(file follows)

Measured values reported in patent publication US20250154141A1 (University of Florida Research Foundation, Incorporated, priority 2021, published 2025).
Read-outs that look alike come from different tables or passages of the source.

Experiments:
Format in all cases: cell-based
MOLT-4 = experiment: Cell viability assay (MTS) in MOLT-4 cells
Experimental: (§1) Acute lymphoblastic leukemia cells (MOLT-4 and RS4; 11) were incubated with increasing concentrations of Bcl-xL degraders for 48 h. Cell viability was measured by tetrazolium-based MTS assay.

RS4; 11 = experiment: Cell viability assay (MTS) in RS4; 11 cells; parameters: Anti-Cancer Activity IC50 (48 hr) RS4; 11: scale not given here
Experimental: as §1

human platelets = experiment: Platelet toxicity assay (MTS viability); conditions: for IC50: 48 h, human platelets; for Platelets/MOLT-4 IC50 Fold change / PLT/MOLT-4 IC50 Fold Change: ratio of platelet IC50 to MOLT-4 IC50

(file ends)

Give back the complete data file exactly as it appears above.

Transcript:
Measured values reported in patent publication US20250154141A1 (University of Florida Research Foundation, Incorporated, priority 2021, published 2025).
Read-outs that look alike come from different tables or passages of the source.

Experiments:
Format in all cases: cell-based
MOLT-4 = experiment: Cell viability assay (MTS) in MOLT-4 cells
Experimental: (§1) Acute lymphoblastic leukemia cells (MOLT-4 and RS4; 11) were incubated with increasing concentrations of Bcl-xL degraders for 48 h. Cell viability was measured by tetrazolium-based MTS assay.

RS4; 11 = experiment: Cell viability assay (MTS) in RS4; 11 cells; parameters: Anti-Cancer Activity IC50 (48 hr) RS4; 11: scale not given here
Experimental: as §1

human platelets = experiment: Platelet toxicity assay (MTS viability); conditions: for IC50: 48 h, human platelets; for Platelets/MOLT-4 IC50 Fold change / PLT/MOLT-4 IC50 Fold Change: ratio of platelet IC50 to MOLT-4 IC50